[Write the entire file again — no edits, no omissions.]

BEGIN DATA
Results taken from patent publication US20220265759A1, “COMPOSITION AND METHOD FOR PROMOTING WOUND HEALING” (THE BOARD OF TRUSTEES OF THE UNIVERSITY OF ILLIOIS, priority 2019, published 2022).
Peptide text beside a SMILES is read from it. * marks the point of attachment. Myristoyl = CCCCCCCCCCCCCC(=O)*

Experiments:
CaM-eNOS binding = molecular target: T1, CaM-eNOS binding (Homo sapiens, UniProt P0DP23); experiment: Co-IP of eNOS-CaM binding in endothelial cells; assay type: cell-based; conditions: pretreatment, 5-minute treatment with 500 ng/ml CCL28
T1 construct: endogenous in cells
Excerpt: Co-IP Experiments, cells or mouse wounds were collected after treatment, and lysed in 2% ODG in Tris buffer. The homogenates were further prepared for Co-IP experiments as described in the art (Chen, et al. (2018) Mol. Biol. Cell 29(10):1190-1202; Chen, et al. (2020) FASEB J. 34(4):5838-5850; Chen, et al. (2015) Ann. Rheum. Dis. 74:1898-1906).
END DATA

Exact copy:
Results taken from patent publication US20220265759A1, “COMPOSITION AND METHOD FOR PROMOTING WOUND HEALING” (THE BOARD OF TRUSTEES OF THE UNIVERSITY OF ILLIOIS, priority 2019, published 2022).
Peptide text beside a SMILES is read from it. * marks the point of attachment. Myristoyl = CCCCCCCCCCCCCC(=O)*

Experiments:
CaM-eNOS binding = molecular target: T1, CaM-eNOS binding (Homo sapiens, UniProt P0DP23); experiment: Co-IP of eNOS-CaM binding in endothelial cells; assay type: cell-based; conditions: pretreatment, 5-minute treatment with 500 ng/ml CCL28
T1 construct: endogenous in cells
Excerpt: Co-IP Experiments, cells or mouse wounds were collected after treatment, and lysed in 2% ODG in Tris buffer. The homogenates were further prepared for Co-IP experiments as described in the art (Chen, et al. (2018) Mol. Biol. Cell 29(10):1190-1202; Chen, et al. (2020) FASEB J. 34(4):5838-5850; Chen, et al. (2015) Ann. Rheum. Dis. 74:1898-1906).